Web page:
27 February 2014
Phenomenology and Embodiment: Husserl and the Constitution of Subjectivity (Northwestern University Press)
Joona Taipale, Center for Subjectivity Research, has published a new book on the phenomenology of the body.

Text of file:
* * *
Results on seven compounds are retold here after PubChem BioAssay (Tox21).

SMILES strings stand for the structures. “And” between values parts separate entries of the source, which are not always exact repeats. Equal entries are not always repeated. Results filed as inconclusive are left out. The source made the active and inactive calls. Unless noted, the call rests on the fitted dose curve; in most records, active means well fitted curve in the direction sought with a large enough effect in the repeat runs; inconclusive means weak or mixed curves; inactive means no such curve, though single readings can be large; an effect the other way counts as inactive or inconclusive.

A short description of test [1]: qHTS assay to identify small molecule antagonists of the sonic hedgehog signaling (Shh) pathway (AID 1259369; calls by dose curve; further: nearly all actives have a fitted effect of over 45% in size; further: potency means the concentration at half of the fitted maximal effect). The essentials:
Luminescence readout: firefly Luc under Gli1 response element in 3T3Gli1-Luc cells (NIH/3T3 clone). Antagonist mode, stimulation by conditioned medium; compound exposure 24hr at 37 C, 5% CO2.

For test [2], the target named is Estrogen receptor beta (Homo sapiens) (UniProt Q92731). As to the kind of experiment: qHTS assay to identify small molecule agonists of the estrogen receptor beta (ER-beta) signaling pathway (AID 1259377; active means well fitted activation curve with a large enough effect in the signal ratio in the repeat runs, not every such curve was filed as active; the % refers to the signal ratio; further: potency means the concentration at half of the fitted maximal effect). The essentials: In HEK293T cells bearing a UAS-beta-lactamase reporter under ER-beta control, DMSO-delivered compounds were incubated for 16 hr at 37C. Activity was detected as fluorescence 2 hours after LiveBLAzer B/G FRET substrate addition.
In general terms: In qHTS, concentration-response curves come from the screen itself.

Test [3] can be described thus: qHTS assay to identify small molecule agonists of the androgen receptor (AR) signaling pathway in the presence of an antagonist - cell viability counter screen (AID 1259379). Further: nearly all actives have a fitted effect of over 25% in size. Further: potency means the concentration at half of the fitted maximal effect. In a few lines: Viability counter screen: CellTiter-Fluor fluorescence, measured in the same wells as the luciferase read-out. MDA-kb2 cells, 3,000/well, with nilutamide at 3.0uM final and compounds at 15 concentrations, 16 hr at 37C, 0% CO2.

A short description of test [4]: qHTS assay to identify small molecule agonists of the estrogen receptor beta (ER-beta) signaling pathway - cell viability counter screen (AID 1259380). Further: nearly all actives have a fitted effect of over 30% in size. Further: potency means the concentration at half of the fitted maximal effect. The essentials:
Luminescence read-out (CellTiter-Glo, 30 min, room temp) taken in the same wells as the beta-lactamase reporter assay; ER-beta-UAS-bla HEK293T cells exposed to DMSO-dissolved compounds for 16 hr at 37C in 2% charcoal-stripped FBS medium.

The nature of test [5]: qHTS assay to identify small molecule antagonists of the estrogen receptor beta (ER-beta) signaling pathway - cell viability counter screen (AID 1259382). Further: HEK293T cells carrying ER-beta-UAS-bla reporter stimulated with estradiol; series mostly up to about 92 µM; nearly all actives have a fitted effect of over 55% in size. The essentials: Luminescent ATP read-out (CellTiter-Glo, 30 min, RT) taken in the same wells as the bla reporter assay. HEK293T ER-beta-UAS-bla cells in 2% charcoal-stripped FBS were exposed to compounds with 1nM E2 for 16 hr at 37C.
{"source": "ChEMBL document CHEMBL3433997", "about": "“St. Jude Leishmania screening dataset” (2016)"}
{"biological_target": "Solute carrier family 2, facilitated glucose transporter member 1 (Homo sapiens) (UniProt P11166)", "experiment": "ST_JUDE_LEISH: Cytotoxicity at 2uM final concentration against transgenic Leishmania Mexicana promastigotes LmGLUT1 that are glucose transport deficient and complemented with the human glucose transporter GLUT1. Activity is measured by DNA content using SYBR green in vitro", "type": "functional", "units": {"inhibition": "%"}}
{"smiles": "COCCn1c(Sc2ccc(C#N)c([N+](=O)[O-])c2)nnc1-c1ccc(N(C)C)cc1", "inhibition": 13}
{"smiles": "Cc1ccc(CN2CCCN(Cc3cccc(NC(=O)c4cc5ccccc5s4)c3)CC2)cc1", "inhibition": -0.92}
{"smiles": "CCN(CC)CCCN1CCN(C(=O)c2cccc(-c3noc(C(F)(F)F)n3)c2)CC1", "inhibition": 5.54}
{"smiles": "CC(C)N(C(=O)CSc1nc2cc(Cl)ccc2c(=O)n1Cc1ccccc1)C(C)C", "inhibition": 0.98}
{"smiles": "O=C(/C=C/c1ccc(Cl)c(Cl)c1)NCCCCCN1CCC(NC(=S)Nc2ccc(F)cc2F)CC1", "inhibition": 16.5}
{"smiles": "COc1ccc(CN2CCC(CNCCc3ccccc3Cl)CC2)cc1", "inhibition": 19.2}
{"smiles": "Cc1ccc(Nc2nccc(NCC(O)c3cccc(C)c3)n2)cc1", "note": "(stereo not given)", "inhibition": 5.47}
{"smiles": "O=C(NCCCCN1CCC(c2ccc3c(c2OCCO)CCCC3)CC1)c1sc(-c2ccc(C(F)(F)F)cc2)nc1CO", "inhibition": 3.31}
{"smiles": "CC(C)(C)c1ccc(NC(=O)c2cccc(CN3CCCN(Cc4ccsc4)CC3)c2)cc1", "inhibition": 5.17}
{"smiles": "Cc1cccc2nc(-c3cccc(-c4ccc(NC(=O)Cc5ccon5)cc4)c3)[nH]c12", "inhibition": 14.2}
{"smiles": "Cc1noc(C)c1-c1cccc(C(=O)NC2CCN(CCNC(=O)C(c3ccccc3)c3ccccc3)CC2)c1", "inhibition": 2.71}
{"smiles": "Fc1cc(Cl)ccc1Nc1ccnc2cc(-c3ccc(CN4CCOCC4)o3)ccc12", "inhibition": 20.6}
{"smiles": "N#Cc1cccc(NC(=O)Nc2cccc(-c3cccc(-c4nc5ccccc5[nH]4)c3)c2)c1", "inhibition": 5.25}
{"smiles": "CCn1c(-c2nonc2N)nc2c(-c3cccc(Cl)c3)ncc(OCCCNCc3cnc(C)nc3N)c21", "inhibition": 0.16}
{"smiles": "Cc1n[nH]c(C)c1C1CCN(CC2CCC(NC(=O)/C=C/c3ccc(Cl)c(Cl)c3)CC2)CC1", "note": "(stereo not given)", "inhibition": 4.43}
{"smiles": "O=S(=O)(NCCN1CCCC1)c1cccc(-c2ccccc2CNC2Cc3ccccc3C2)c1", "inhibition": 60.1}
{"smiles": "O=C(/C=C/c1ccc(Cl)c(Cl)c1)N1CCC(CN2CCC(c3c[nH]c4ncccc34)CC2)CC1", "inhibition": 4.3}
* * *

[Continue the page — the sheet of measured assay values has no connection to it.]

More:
At the dawn of the modern era, philosophers reinterpreted their subject as the study of consciousness, pushing the body to the margins of philosophy. With the arrival of Husserlian thought in the late nineteenth century, the body was once again understood to be part of the transcendental field. And yet, despite the enormous influence of Husserl’s phenomenology, the role of "embodiment" in the broader philosophical landscape remains largely unresolved. In his ambitious debut book, Phenomenology and Embodiment, Taipale tackles the Husserlian concept—also engaging the thought of Merleau-Ponty, Sartre, and Henry—with a comprehensive and systematic phenomenological investigation into the role of embodiment in the constitution of self-awareness, intersubjectivity, and objective reality. In doing so, he contributes a detailed clarification of the fundamental constitutive role of embodiment in the basic relations of subjectivity.